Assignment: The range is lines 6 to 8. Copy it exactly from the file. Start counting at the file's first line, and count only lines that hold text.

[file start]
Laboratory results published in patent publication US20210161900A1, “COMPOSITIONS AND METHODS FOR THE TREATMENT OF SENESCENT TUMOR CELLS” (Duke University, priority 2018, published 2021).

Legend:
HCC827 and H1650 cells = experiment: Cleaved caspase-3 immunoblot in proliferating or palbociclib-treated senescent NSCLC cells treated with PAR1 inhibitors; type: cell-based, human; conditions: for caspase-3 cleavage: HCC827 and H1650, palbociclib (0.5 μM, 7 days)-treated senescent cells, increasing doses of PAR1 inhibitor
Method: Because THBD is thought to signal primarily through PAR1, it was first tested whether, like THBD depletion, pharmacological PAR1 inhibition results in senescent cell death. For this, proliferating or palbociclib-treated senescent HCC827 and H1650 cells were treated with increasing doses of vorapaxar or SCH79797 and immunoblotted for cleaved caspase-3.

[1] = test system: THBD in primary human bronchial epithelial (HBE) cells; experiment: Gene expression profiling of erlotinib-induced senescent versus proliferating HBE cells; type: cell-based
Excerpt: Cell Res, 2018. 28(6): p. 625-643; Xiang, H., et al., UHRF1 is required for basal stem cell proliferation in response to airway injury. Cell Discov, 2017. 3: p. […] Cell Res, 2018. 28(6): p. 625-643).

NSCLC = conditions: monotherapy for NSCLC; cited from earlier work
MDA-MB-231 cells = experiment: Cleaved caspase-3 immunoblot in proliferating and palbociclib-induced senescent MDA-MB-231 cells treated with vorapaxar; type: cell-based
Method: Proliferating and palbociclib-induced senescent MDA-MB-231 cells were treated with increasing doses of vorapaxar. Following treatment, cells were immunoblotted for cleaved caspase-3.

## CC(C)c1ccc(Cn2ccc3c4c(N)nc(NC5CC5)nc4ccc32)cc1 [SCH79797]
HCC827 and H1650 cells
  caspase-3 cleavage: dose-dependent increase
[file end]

Excerpt: Cell Res, 2018. 28(6): p. 625-643; Xiang, H., et al., UHRF1 is required for basal stem cell proliferation in response to airway injury. Cell Discov, 2017. 3: p. […] Cell Res, 2018. 28(6): p. 625-643).

NSCLC = conditions: monotherapy for NSCLC; cited from earlier work
MDA-MB-231 cells = experiment: Cleaved caspase-3 immunoblot in proliferating and palbociclib-induced senescent MDA-MB-231 cells treated with vorapaxar; type: cell-based